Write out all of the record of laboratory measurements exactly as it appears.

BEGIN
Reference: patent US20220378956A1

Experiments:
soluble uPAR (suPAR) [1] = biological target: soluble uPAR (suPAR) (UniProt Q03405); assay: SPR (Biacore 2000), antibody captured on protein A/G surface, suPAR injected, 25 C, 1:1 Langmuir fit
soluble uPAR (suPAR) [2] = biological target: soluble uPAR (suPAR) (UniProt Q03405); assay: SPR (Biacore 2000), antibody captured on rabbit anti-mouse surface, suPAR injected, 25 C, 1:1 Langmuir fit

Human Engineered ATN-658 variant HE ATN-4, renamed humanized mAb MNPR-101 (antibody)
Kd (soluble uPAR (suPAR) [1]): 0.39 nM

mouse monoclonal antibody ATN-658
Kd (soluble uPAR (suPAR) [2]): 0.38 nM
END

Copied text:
Reference: patent US20220378956A1

Experiments:
soluble uPAR (suPAR) [1] = biological target: soluble uPAR (suPAR) (UniProt Q03405); assay: SPR (Biacore 2000), antibody captured on protein A/G surface, suPAR injected, 25 C, 1:1 Langmuir fit
soluble uPAR (suPAR) [2] = biological target: soluble uPAR (suPAR) (UniProt Q03405); assay: SPR (Biacore 2000), antibody captured on rabbit anti-mouse surface, suPAR injected, 25 C, 1:1 Langmuir fit

Human Engineered ATN-658 variant HE ATN-4, renamed humanized mAb MNPR-101 (antibody)
Kd (soluble uPAR (suPAR) [1]): 0.39 nM

mouse monoclonal antibody ATN-658
Kd (soluble uPAR (suPAR) [2]): 0.38 nM